The most impact is the rider. ;) Most riders become stiff because they 'lock' their joints in order to keep the horse from getting faster. If a rider becomes stiff somewhere in the body, all the joints have more tension and as a result the rider cannot move in rhythm with their horse anymore.
So stay 'elastic' in your body. If you want to slow down the horse you can influence his pace by moving a little bit behind the movement to slow him down. In order to achieve that, you must stay flexible yourself.
How to stay flexible and relaxed?
A good first step is to stay conscious of your own breathing. We, people in general, are tented to hold our breath if we do something excited or make an effort. Holding your breathe makes you strained, so keep breathing. Be aware of the flexibility of your joints (neck, shoulders, elbows, wrists, hips, knees, ankles etc)
Then follow your horses movement FIRST, before you can slow them down with your seat.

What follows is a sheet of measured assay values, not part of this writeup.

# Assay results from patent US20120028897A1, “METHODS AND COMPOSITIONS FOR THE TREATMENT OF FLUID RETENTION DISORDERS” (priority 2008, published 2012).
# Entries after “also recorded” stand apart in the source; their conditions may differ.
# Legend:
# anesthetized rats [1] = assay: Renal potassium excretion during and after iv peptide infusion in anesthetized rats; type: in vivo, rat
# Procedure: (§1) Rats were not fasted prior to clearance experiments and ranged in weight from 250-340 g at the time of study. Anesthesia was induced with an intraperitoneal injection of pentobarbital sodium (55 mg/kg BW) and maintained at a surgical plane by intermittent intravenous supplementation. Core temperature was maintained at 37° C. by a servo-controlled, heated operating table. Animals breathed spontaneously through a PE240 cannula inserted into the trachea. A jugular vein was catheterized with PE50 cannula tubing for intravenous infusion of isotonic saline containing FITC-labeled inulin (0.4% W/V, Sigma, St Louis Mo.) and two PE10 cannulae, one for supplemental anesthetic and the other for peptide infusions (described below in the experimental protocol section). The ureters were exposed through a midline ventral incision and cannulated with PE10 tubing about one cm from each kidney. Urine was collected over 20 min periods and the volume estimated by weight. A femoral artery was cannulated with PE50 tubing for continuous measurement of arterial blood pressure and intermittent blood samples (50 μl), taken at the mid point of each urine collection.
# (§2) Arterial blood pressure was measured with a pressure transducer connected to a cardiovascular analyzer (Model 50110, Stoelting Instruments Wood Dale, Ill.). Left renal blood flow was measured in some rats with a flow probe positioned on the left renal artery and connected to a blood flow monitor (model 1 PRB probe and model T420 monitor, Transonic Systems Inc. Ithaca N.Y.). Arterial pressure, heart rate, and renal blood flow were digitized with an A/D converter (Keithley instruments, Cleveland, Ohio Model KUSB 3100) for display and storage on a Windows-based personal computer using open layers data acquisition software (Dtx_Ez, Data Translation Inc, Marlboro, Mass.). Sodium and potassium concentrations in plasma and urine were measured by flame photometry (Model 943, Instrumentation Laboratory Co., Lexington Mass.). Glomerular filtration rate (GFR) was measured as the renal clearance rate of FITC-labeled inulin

Horses do listen well to the riders seat. If you exhale and relax, most horses will respond by slowing down because the rider relaxes. Make halfhalts with your body.
If you use the rein (a bit), make only a half halt and don't "pull" (I don't know an more subtle word in English at the moment, sorry for that) until the horse has slowed down. The half halt is a signal to communicate to the horse, the reins are no brakes. So harder pulling does not mean hitting the brake harder.
Frisians have a tendency to go against pressure. So pulling the rein will not stop or slow down the horse, it will make them go against your pressure. Use halfs halts instead and reward for the slightest try!
So, if your horse is responding by slowing down just a fraction, reward! Then ask again untill you can let him walk. You can reward the horse by relaxing your body and move in the same rhythm. Then ask the question ("slow down a bit please") again.
I notice that is it quite a challenge to put this in writing, in English. I just immigrated to Canada and my Dutch is still a little better than my English. ;)
Besides that, it is also hard to give advise through the internet if you have not seen a rider. But the above is the most common solution to (start to) resolve the problem. Other reasons for this behaviour could be: saddle doesn't fit, teeth are hurting (most Frisians have not so good teeth because of the small gene pool), bit is hurting, too much energy due to diet/lack of exercise and more.